Indigenous Leaders call for new Global Agreement to Protect Amazon
by Inter Press Service, agencies
Indigenous Leaders call for new Global Agreement to Protect Amazon. (IPS)
Leaders of Amazon’s indigenous groups are calling for a new global agreement to protect and restore at least half of the world’s natural habitats.
The Coordinator of Indigenous Organizations of the Amazon River Basin (or COICA), an activist group, has prepared a proposal that will be presented to the secretariat, government bodies, and NGOs during the ongoing 14th Conference of the Parties (COP-14) UN Convention on Biological Diversity (CBD) in Egypt.
COICA was founded in 1984 in Lima, Peru, and coordinates nine national Amazonian indigenous organizations in promoting and developing mechanism to defend the self-determination of Indigenous peoples and coordinate the actions of its members on an international level.
COICA’s proposal invites more input and involvement of indigenous communities in conservation efforts and policy-making that addresses biodiversity loss, as the parties negotiate on defining the terms of the post 2020 global framework on biodiversity that is to be adopted in Beijing, China in two years.
The proposal resulted from a COICA summit held last August with indigenous leaders from Bolivia, Brazil, Colombia, Ecuador, French Guyana, Guyana, Peru, Surinam, and Venezuela.
“Nearly 80 percent of the world’s biodiversity is found on the lands of tribal peoples and that the majority of the most biodiverse places on Earth are tribal peoples’ territories,” said Juan Carlos Jintiach, a representative of COICA, currently in Egypt.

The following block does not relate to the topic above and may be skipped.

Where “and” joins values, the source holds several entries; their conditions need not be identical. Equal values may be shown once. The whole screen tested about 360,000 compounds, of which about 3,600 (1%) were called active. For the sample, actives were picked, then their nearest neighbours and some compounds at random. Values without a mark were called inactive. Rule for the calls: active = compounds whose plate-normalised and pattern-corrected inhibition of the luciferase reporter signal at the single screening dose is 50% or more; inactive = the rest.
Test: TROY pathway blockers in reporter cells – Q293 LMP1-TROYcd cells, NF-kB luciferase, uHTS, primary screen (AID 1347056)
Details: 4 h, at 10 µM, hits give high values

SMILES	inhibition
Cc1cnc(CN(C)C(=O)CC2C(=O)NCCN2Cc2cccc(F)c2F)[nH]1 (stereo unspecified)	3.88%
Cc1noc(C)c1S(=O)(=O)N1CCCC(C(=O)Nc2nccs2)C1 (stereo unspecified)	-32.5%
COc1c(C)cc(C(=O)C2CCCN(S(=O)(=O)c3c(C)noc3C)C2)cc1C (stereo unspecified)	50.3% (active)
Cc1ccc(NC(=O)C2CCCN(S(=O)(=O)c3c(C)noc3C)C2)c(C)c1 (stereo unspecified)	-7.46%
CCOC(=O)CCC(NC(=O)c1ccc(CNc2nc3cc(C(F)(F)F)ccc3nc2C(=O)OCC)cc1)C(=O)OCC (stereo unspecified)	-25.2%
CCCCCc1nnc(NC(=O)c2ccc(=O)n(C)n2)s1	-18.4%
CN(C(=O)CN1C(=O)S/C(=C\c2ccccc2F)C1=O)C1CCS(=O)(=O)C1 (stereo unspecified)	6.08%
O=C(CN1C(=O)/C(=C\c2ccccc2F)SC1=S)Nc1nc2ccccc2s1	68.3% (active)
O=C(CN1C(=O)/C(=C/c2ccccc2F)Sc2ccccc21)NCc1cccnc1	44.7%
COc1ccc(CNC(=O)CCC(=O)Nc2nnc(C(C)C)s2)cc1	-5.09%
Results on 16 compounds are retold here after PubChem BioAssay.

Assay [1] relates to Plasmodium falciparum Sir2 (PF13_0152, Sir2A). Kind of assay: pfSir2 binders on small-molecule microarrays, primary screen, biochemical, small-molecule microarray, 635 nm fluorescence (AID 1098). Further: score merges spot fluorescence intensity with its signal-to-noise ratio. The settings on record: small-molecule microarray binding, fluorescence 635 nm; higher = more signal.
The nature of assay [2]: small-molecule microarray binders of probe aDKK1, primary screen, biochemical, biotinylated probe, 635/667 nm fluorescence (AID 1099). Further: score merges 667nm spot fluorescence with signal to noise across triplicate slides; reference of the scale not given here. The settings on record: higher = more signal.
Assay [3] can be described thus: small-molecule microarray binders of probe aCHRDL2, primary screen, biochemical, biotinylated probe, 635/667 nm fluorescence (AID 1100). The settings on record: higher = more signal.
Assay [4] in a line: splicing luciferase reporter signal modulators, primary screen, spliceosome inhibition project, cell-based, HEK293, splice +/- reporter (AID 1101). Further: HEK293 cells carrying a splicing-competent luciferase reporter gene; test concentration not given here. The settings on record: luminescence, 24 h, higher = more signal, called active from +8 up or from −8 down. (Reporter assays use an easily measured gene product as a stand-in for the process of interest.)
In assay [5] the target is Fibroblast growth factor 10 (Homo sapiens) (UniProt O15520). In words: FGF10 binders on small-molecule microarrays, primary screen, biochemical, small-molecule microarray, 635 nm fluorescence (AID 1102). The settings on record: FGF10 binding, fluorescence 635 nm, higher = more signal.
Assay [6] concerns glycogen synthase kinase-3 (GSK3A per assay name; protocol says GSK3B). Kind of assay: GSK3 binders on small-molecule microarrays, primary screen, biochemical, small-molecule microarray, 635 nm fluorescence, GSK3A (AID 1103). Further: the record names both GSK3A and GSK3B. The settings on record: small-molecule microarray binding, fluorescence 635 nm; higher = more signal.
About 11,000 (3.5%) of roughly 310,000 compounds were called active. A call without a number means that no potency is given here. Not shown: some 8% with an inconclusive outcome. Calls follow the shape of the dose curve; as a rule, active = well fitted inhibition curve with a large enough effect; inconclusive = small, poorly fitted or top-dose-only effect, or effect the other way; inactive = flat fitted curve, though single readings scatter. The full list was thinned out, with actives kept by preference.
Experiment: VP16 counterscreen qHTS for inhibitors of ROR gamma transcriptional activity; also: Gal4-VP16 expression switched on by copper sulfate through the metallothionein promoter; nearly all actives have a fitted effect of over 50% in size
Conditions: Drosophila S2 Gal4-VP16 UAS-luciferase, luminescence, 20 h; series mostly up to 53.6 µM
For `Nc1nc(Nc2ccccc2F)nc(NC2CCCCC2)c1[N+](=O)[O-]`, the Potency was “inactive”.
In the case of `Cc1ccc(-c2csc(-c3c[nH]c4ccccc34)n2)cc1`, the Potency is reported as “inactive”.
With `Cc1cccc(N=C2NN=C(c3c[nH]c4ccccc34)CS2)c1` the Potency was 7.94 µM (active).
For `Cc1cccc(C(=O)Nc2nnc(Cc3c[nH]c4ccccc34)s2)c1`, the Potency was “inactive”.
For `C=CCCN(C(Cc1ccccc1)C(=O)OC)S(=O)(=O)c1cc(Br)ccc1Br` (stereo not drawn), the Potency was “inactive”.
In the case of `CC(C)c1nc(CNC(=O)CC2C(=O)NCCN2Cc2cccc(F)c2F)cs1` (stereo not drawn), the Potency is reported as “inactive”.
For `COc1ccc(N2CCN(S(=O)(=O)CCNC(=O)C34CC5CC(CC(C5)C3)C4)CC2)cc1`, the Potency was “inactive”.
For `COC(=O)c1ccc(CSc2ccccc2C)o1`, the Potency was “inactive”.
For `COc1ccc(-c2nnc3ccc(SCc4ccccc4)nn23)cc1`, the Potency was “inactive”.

“Tribal people have been contributing and sustainably using the resources on their lands for thousands of years and it’s not possible to create policies that will be effective without their input.”
In the declaration, the indigenous delegations invite States and other entities to include ancestral knowledge in policies that address conservation, and is planning to start bilateral negotiations with different actors in an effort to create a fair ambitious agreement for 2020.
“COICA wants to work with other players behind a common goal to protect and restore half of the planet before 2050.
COICA is also pushing for a dialogue with the governments of the Amazon region to include the joint vision of the indigenous confederations through an “alliance and commitment to protect the region, its biodiversity, its cultures, and sacredness” to protect the rainforest and its “biological corridor”.
An agreement to protect a “biological corridor” that possesses over 135 million hectares of areas and is distributed between Colombia, Venezuela, and Bolivia is being promoted among the three countries.
The corridor will cover zones from the Amazon, the Andes Cordillera, and the Atlantic Ocean and is one of the regions of major biodiversity in the world and indigenous groups believe that their input and perspectives are important for the effectiveness of the agreement.
“65% of the world’s lands are indigenous territories but only 10% are legalized. Guaranteeing indigenous territorial rights is an inexpensive and effective of reducing carbon emissions and increasing natural areas,” stated Tuntiak Katan, Vice President of COICA.